Just to clarify, without OSX (and BCA for that matter), the only way to properly install win8 is to use optical drive and win8 installation DVD, and option-boot to choose the non-EFI image?

    Can I ask so far how does it this setup work for you, any driver issues?

    It is a pity that we cannot have EFI-based installation of Win8/8.1, I heard the boot time under EFI is much faster.

    • Monsta
      January 21, 2015 at 21:28

      Hi LC;

      If you follow the install steps properly, you will have a fully functional Win8.1 install on your MBP. I must stress that everything else worked on the EFI install apart from audio, and I checked that thoroughly. I did find the stability of the system a bit less than with the ‘BIOS’ boot. I did run some benchmarks and I had issues with SuperPi and a couple of others things which had some issues including one BSOD. No such problems on the ‘BIOS’ install.

      Generally, my experience shows that the Bootcamp install method sets the correct options in EFI for the Audio drivers to work. But who wants to give up 15Gb of their 256GB SSD when they have already gone down in storage capacity. My original HDD was 320GB and had a 256GB SSD on hand. It’s only a few months later and I am seeing 480GB SanDisk SSD’s for $230 which is very affordable. Of course, go the biggest you can afford.

      So anyway – you must boot it from the drive. Note that the optical drive I used was internal to the laptop. I tried working out how to build the USB key with the non-EFI partition but got nowhere. I have a feeling that booting a MacBook from a USB Flash drive is achieved via EFI connectivity, so causes the problem. A direct SATA connection must use a more traditional or ‘native’ connection. Note it is untested, but you may find that using an External SuperDrive via USB may in fact give you the same problem as it is USB interfaced. Maybe you can test it and let me know – for reasons I reveal later!

      So yes to confirm, you only need a Optical Disc copy of Win8/8.1 and option-boot it from an INTERNAL SuperDrive, select the non-EFI boot partition of the optical drive. Obviously you need a copy of the applicable Boot Camp drivers for the hardware, just copy that to a USB key as you will be installing that directly into Windows for all the hardware drivers, including that pesky audio driver.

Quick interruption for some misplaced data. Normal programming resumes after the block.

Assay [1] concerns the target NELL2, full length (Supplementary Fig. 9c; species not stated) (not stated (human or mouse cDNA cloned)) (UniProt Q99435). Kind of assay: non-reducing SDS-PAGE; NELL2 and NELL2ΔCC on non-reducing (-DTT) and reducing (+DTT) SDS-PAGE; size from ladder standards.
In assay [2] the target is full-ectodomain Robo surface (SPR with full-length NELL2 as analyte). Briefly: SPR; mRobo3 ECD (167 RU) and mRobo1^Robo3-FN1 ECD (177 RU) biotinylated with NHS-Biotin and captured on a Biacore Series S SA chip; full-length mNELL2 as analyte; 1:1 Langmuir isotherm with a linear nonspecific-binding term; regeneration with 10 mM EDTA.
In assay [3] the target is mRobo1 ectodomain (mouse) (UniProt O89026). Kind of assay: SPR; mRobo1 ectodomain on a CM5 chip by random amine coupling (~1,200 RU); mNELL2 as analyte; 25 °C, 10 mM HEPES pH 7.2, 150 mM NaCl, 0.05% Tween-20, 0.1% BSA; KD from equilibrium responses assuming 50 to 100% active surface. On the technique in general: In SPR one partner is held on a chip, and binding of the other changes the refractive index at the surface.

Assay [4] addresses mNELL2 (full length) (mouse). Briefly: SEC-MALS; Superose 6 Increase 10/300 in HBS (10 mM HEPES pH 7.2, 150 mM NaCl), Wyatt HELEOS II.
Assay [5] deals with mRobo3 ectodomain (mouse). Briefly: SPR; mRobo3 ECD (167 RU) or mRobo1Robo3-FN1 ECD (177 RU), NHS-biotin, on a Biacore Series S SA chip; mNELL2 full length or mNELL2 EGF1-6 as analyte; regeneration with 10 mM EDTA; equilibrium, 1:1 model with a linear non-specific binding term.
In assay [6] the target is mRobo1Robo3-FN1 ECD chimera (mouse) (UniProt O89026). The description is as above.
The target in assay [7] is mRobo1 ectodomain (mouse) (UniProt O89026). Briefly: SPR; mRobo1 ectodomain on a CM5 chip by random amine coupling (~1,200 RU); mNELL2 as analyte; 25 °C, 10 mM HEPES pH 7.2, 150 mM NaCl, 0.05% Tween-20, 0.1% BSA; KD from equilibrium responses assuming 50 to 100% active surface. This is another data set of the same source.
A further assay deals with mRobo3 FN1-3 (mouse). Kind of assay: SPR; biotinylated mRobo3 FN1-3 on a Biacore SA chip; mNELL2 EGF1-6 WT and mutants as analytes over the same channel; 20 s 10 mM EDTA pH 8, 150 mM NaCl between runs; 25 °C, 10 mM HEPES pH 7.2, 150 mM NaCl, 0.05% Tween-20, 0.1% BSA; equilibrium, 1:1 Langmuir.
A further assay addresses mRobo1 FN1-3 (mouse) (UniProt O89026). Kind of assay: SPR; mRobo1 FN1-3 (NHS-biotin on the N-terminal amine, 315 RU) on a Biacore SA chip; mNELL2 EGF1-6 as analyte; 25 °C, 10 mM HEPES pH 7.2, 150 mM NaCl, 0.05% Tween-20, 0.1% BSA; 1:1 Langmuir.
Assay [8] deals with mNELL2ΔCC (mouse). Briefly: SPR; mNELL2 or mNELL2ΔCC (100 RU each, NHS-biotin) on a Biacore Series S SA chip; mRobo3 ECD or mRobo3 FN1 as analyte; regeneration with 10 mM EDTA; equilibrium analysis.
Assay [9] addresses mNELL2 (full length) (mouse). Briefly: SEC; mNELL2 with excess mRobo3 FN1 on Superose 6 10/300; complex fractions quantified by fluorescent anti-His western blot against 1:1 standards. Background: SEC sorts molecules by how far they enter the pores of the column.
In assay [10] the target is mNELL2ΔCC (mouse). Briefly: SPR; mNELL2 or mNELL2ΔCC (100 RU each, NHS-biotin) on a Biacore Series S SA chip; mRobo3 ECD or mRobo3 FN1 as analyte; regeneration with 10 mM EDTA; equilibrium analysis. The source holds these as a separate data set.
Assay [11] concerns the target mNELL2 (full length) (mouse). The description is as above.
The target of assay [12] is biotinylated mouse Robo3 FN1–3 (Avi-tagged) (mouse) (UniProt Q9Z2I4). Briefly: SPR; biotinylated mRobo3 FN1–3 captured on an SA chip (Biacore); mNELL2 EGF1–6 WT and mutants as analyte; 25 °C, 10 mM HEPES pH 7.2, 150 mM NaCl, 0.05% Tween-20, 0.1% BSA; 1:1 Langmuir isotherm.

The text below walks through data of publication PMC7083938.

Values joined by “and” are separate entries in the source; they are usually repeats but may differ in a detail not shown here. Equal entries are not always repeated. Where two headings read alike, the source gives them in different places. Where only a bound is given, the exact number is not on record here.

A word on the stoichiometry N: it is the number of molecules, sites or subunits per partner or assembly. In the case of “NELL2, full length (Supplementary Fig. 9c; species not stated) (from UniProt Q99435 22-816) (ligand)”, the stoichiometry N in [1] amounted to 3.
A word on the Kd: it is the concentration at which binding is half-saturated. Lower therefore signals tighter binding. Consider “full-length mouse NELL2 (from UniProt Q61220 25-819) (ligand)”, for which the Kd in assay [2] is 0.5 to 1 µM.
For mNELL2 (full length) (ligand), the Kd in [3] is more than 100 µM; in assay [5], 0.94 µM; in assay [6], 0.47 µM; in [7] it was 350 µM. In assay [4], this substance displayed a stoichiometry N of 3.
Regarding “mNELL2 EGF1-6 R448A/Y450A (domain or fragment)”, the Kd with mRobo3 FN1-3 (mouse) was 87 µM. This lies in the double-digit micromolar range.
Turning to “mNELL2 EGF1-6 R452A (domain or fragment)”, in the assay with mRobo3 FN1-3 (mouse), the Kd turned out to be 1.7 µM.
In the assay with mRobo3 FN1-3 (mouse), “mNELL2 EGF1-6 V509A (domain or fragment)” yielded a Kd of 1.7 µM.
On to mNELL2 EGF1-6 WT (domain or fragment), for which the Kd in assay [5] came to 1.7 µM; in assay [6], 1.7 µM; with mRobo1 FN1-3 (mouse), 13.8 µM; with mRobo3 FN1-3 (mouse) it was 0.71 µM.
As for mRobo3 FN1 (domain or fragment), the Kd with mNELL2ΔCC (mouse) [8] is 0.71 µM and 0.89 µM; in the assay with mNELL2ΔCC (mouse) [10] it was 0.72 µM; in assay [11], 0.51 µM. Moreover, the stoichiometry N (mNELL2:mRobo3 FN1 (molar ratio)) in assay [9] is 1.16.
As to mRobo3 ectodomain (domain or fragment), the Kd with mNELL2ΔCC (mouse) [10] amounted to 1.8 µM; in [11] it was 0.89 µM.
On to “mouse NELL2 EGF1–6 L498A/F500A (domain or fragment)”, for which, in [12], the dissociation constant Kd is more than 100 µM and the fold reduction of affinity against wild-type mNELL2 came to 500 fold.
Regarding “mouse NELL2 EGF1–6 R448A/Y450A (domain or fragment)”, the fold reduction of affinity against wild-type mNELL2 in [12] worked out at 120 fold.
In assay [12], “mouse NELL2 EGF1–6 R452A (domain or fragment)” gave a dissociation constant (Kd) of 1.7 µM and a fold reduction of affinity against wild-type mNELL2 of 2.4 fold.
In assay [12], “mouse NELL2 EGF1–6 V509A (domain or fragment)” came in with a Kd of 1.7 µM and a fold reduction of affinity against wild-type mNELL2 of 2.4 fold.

I have been running this for quite a while now. Everything works as it should, no driver issues experienced so far. I would be quite interested to try Win10 on it also but the issues with downtime on my work laptop mean I will not do so. While the EFI boot is supposedly faster, the SSD really does fix the issue for me and I am more than happy with the speed of startup and shutdown now.

      Also, I had an extra 500GB WD Black drive lying around, so I bought an Optical Drive conversion kit which you can find on eBay by searching ‘Optical Bay caddy’. Basically you rip out your Superdrive and screw this in, and then add either a larger HDD or another SSD. I now have 500GB of slower storage which I can put all my IT-related ISO images and similar onto without needing to carry a portable hard drive.

      You can also get a USB case to pop your now homeless Superdrive into (Ebay: ‘SuperDrive USB Enclosure’) which I of course did as I require an optical drive when attending client sites. Works fine in Windows, just not sure if you can get the thing to boot the Windows partition we want correctly. All I need now is 8GB of RAM and I will be a happy camper. Don’t be afraid, it’s a great upgrade and only thumbs up from me.

      • LC
        January 22, 2015 at 10:39

        Hi Monsta,

        Thanks for your reply, you make everything so clear. And good advice on getting the optical bay (I already bought one) and the superdrive usb enclosure (I will need one actually).

        My current configuration of my 13-inch early2011 MBP: i7-2620M CPU, 8GB RAM, 256GB Samsung SSD in the harddrive bay (SATA 3), 128GB Toshiba SSD in the optical bay (SATA 2).